Scott Burton (American, Greensboro, Alabama 1939 - 1989 New York)
Bronze Chair, 1979
Inscribed and stamped 1
Solid cast bronze
Overall: 44 1/8 x 21 1/2 x 22 1/2 in. (112.2 x 54.5 x 57.3 cm)
Gift of Philip Droll, at the direction of Donald Droll, in honor of Richard E. Spear, Director (1972-83), 1983
Like many artists during the 1960s and after, Scott Burton aimed to break down the boundaries between art and real life. Bronze Chair is one of Burton's sculpted furniture pieces, which merge the eternal, hallowed presence of the art work--it is a sculpture cast in bronze--with references to daily life, real uses of things, and the often eclectic styles of everyday objects.
The Oberlin Bronze Chair is a replica of Burton's Bronze Chair of 1972/75, the artist's first sculptural furniture piece.2 This sculpture began its life as a found object, a worn, wooden chair that had been left behind by the previous tenant of Burton's New York apartment. The chair's derivative style, which the artist called "Grand Rapids Queen Anne," appealed to his interest in ecclectic, vernacular forms. He was also drawn to the chair as a sign of the absent owner, whose weight and seated posture had slightly bent the frame. Burton decided to cast the wooden chair in bronze in around 1972, and applied a patina of metallic bronze; it was finally cast in a bronze foundry in New York in 1975. 3 In 1979, Burton had a replica made as a gift to Donald Droll, who was his friend and dealer; the piece was cast partly from the original model (since destroyed) in a bronze foundry in Queens. Droll's sculpture, Oberlin's Bronze Chair, is the only replica.
Burton first exhibited the Bronze Chair on the Wooster street sidewalk across from Artist's Space gallery in 1975. 4 It later found its way into a wide range of museum installations, either interacting with other furniture pieces or alone. Oberlin's Bronze Chair is often installed in the King Sculpture Court of the Allen Memorial Art Museum, and is sometimes mistaken for a "real" chair by visitors who sit in it (which would have pleased the artist).
Work reproduced with permission of Max Protetch, New York
Scott Burton was born in Greensboro, Alabama, in 1939. He received a B.A. degree from Columbia Univerity in 1962, and an M.A. from New York University in 1963. He began to use furniture in his art in the early 1970s, creating what he called "behavior tableaux," with silent, interacting performers and found objects of furniture. The first furniture piece he made was the Bronze Chair of 1972/1975. Burton constructed his subsequent furniture pieces from a wide range of natural and fabricated materials, and designed them in forms that invoke, exaggerate, and animate various historical and vernacular styles. His work was frequently featured in solo and group exhibitions and performances, including a performance at the 1973 Festival of Contemporary Arts at Oberlin College. Burton died of HIV-related illness in New York in 1989.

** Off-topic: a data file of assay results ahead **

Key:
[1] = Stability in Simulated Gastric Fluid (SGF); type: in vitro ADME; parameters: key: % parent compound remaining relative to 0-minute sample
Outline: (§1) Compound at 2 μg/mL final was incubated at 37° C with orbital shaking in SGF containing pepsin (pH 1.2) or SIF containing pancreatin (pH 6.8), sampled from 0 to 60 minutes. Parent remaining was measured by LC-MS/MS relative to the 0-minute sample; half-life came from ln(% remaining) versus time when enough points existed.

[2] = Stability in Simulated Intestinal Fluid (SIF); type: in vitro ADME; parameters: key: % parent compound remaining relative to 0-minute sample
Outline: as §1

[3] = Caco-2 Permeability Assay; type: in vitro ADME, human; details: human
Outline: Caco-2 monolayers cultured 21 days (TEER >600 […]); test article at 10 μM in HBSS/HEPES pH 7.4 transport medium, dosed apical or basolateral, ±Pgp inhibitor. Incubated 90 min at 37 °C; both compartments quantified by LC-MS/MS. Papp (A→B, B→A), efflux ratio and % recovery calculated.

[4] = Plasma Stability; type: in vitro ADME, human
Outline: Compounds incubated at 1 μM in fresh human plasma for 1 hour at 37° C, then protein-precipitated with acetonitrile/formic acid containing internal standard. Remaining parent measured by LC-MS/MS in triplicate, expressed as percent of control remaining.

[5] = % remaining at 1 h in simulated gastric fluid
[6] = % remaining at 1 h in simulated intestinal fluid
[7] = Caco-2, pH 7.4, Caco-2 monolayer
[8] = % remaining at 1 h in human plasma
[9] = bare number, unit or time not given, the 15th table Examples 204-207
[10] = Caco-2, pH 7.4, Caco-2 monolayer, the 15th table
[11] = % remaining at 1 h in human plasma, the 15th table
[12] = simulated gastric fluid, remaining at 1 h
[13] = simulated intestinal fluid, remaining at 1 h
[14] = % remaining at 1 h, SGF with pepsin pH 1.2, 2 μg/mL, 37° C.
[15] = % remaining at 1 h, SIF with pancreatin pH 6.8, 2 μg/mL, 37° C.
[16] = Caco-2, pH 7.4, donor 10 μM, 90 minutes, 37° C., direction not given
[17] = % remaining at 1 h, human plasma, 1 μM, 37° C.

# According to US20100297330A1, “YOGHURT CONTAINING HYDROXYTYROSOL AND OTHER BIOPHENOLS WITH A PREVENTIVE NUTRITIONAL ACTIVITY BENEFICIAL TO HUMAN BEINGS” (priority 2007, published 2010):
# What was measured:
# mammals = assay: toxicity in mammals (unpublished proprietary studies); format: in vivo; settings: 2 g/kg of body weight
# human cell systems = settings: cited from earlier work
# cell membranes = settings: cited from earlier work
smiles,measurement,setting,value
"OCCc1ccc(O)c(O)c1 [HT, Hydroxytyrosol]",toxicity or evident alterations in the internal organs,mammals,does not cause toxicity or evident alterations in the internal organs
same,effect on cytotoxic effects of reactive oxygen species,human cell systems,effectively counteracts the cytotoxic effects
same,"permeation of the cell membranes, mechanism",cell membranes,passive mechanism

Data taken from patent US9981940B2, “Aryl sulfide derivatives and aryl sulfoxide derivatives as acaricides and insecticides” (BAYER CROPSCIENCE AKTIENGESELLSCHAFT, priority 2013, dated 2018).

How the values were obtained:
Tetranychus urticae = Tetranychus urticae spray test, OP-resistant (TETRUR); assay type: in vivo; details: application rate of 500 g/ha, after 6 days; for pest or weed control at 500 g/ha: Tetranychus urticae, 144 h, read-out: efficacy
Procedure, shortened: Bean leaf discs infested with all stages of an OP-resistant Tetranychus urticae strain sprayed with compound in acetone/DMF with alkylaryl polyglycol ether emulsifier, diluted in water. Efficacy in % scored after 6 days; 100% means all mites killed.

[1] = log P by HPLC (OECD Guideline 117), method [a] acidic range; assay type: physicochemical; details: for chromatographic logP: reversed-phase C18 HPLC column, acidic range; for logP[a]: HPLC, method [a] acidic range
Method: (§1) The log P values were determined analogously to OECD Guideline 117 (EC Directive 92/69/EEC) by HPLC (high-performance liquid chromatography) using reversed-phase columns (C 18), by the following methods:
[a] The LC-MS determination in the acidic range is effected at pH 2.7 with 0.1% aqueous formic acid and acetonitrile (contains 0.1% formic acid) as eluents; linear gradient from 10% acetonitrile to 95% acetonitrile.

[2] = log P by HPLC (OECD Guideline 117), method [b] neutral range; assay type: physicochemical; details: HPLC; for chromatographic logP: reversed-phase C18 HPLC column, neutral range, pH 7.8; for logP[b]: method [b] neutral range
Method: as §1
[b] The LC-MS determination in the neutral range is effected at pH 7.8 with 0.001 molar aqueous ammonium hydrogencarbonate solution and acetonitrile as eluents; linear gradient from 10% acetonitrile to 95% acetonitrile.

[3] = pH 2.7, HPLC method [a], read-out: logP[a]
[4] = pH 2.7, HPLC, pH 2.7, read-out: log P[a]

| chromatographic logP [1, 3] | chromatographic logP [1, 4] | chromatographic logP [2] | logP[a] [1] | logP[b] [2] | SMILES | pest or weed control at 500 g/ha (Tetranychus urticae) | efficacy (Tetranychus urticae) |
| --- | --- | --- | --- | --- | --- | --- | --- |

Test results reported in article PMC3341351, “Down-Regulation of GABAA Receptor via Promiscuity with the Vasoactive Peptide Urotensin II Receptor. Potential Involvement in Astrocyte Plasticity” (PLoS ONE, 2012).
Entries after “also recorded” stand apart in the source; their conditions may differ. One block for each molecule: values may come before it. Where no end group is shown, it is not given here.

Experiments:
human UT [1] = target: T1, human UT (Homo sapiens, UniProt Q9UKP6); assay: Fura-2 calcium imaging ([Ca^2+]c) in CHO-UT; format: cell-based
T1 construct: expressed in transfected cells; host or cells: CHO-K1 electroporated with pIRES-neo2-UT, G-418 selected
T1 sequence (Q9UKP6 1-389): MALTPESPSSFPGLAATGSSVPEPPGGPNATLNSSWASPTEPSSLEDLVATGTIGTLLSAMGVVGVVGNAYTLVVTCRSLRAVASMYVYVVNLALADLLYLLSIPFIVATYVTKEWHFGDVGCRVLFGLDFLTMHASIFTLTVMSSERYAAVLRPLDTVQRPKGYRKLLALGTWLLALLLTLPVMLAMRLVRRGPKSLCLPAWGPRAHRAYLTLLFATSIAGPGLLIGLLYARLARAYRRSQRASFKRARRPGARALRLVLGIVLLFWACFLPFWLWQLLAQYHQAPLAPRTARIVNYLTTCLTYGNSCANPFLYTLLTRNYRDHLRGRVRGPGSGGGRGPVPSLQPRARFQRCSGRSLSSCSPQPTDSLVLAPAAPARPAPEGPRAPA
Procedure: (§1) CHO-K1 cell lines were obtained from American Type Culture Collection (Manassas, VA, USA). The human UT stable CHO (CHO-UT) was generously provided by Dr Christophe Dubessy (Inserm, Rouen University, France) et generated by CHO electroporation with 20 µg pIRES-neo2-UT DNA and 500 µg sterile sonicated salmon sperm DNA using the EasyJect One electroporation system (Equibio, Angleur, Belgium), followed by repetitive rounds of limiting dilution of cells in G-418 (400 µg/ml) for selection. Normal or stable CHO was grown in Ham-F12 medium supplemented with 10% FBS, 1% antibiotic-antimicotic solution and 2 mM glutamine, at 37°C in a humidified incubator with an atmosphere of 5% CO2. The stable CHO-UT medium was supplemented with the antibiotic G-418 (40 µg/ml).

Pincus-Witten, Robert. "Scott Burton: Conceptual Performance as Sculpture." Arts Magazine 51 (September 1976) pp. 112-18.
Stuckey, Charles. Scott Burton Chairs. Exh. cat., The Fort Worth Art Museum, 1983.
Gift of the artist to Donald Droll (1979)
Gift of Philip Droll (at the direction of Donald Droll) to the museum in 1983
Pincus-Witten, Robert. "Scott Burton: Conceptual Performance as Sculpture." Arts Magazine 51 (September 1976) p. 117.
Image & Object in Contemporary Sculpture. Exh. cat., The Detroit Institute of
Arts, 1979, not paginated.
Stuckey, Charles. Scott Burton Chairs. Exh. cat., The Fort Worth Art Museum, 1983, pp. 11, 27 (mentions Oberlin's replica on p. 27).
Onorato, Ronald J. Faux Arts: Surface Illusions and Simulated Materials in Recent Art. Exh cat., La Jolla Museum of Contemporary Art, 1987, p. 6.
The work is cast in copper alloy in several sections, with the seat spot-welded in place. The center back stile and two front stiles appear to be welded. The surface is finished in a black patina with a medium gloss. It appears to be coated with a pigmented wax, rather than lacquered. The piece is in good condition, despite the appearance of some green copper corrosion products at the base of the proper right rear leg.
1. Inscriptions and stamps are all below central seat ornament; stamped left: S.B; inscribed center: 1979 REPLICA/FOR DONALD DROLL; stamped right: MODERN ART FOUNDRY NEW YORK / N.Y.
2. The present location of the original bronze is unknown. It was in the artist's collection from its fabrication until at least 1987, when it was documented in Ronald J. Onorato, Faux Arts: Surface Illusions and Simulated Materials in Recent Art (exh. cat., La Jolla Museum of Contemporary Art, 1987), p. 6. It is likely that the work remained with Burton until his death in 1989.
3. Charles Stuckey, Scott Burton Chairs (exh. cat., The Fort Worth Art Museum, 1983), p. 11. Stuckey's essay provides the essential account of Burton's chair pieces.
4. Charles Stuckey, Scott Burton Chairs (exh. cat., The Fort Worth Art Museum, 1983), ill. p. 27.